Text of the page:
Honda Clarity and Toyota Mirai owners, although outraged over weeks long FCV Hydrogen shortage, do recognize how well Iwatani and True Zero are proactively reacting.
From hydrogen manufacturers and FCV car makers all the way to the end users, the FCV lessees themselves, the local FCV market in Northern California (and arguably all of California) is affected by the latest factory explosion in Santa Clara at an Air Products facility.
But according to a handful of Honda Clarity owners with presumably similar viewpoints as fellow Toyota Mirai drivers, it’s been an opportunity for Iwatani and True Zero to really empathize and step up customer service.
The handful of good customer service stories I’ve come across are from a Honda Clarity owners group and their experiences at the Iwatani-owned Hydrogen station in Mountain View shared with Moffet Gas Mart.
According to one FCV user, Mr. Go Yamaguchi, the Vice President of Iwatani Hydrogen Gas, was present at their Mountain View station monitoring the sole hydrogen pump in searing 100-degree weather, answering questions and quite possibly filling cars himself.
Another FCV lessee identified that same Mr. Yamaguchi answering phone calls when questions flooded their Santa Clara office. Can you imagine the VP of anything answering customer phonecalls?
In that same vein, when a call was made to Iwatani about their temporarily inactive San Ramon pump and when it would come back online, an Iwatani rep personally texted that FCV driver several times with pertinent information until the pump was finally ready to use.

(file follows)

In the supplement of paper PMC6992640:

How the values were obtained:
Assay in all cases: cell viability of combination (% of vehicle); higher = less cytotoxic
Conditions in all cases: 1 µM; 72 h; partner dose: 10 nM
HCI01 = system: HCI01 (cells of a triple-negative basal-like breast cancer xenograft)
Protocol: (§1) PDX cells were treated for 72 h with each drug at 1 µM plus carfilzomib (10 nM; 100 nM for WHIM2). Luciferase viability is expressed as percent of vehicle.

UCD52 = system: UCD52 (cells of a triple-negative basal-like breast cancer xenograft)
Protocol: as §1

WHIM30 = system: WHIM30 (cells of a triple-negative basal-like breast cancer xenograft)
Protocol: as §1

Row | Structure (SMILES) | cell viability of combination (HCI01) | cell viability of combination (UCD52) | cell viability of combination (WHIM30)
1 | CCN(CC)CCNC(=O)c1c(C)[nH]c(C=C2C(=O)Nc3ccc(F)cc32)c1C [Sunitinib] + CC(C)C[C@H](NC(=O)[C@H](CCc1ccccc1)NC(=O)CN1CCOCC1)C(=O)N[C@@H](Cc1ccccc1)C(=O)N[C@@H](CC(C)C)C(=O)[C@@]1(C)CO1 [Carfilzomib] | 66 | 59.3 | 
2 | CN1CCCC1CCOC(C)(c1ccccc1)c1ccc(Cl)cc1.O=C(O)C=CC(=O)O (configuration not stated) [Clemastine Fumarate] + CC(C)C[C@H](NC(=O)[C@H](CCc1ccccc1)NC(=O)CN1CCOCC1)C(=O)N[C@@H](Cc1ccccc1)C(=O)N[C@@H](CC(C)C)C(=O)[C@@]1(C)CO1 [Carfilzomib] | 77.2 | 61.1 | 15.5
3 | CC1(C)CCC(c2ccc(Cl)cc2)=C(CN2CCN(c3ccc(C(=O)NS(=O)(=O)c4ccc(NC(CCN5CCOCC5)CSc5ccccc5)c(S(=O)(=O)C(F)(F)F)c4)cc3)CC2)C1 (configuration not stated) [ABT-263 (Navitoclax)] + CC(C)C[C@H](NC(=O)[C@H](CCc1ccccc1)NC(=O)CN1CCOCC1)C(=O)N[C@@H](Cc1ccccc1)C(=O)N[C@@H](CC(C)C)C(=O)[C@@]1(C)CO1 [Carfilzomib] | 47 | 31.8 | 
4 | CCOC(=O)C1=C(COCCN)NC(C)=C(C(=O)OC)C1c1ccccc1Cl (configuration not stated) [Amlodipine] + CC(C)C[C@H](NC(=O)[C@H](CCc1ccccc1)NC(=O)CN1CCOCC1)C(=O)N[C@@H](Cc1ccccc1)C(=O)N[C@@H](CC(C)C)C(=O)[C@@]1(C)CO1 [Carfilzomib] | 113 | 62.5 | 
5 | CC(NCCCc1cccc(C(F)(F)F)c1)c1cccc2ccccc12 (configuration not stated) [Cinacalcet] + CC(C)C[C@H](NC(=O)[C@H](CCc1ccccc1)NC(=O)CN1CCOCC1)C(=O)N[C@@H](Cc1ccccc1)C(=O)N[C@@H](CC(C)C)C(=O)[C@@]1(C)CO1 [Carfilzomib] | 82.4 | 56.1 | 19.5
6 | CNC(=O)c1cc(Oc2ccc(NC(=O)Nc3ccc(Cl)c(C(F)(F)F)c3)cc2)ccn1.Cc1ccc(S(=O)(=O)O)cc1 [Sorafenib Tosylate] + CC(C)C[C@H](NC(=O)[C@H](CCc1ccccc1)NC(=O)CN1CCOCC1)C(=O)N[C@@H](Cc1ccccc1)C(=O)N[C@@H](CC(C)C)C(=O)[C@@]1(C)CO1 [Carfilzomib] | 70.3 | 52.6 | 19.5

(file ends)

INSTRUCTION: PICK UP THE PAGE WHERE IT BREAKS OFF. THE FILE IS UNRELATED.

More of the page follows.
And reading a couple of other comments, it looks like as long as that particular Iwatani station is delivering Hydrogen to FCVs, there’s an attendant at hand making sure each car gets filled as efficiently and in a timely manner as possible.
Finally, although most Northern California True Zero stations are running on a limited capacity, I’ve seen a True Zero rep and even the CEO himself go out of his way to post detailed status updates on this unofficial Facebook group of sorts. Questions from FCV drivers are also answered in a timely fashion.
Both Iwatani and True Zero don’t have to be out there in the hot sun assisting customers nor do they have to go on Facebook groups to answer questions.
At most, they just have to make sure that the pumps are operational and storage tanks filled. But to offer this level of customer service in this arguable hydrogen shortage crisis is noteworthy.
I put this blog post out there as a sounding board if any other FCV owners and lessees have anything to say regarding their experiences with Toyota, Honda, Hyundai, and particular stations, good or bad in the comments below.
In addition, I’m in no way connected to these two station owners, it’s just that this was a welcome silver lining in the muck that is bad news for FCV lesses as of late that even I was surprised to find.